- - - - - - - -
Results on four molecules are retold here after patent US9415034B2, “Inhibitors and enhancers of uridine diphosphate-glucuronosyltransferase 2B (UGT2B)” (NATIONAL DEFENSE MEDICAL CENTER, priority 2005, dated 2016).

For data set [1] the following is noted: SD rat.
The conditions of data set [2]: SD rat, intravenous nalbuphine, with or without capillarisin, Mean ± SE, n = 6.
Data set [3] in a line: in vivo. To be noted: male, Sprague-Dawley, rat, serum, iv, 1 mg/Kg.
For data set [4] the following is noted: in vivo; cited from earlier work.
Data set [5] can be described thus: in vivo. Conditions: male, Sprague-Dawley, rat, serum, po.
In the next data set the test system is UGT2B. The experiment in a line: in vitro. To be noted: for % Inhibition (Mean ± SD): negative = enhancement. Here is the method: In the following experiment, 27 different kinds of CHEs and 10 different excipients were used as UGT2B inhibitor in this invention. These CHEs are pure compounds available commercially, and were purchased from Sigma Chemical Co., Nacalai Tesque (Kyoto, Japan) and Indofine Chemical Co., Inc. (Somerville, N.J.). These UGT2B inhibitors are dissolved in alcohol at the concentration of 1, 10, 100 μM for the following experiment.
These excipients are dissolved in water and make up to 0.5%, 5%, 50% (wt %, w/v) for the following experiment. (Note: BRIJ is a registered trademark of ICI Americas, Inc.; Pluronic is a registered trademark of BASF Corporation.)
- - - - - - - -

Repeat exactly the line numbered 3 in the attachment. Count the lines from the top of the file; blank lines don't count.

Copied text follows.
The conditions of data set [2]: SD rat, intravenous nalbuphine, with or without capillarisin, Mean ± SE, n = 6.